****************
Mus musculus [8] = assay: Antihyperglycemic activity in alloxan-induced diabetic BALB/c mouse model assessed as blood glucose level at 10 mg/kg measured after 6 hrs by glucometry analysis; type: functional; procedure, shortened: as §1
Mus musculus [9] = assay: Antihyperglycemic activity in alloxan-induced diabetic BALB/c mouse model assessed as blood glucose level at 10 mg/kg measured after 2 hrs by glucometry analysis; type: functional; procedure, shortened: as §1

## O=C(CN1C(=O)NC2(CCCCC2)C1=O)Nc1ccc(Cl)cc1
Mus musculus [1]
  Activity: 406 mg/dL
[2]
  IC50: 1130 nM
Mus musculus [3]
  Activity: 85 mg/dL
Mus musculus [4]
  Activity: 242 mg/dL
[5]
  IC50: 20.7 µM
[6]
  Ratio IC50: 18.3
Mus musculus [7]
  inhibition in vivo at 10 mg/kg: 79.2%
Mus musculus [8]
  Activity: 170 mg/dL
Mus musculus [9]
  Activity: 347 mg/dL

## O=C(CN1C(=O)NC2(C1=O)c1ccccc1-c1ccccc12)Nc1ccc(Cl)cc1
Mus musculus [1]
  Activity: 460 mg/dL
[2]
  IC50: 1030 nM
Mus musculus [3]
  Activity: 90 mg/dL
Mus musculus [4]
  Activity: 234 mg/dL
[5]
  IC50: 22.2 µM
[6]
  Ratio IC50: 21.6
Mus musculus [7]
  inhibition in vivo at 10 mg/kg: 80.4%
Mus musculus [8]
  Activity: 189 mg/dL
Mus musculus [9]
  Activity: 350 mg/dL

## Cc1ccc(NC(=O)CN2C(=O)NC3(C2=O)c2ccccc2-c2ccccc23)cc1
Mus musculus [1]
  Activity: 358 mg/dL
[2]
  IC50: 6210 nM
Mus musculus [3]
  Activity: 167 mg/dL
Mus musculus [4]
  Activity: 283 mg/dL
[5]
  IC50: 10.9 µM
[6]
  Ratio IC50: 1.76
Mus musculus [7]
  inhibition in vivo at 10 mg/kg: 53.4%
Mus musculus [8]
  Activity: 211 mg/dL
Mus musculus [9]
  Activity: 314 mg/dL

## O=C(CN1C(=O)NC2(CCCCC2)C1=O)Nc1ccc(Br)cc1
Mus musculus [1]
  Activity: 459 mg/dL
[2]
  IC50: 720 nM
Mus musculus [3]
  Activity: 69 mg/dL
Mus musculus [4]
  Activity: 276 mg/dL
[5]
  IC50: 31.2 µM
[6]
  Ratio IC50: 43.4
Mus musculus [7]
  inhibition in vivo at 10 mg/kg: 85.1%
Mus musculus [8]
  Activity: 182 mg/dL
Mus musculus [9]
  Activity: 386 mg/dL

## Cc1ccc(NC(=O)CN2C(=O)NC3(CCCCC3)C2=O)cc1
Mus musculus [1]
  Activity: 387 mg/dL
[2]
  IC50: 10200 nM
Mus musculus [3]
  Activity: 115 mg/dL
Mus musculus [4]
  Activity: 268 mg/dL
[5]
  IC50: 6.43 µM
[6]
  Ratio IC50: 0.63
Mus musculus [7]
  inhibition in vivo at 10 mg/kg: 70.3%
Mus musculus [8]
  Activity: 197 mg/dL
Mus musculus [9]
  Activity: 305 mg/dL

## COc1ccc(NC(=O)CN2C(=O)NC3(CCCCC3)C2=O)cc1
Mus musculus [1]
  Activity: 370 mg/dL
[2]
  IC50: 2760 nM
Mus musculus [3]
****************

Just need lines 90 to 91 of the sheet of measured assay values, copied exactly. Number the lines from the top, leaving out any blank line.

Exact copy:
[6]
  Ratio IC50: 0.63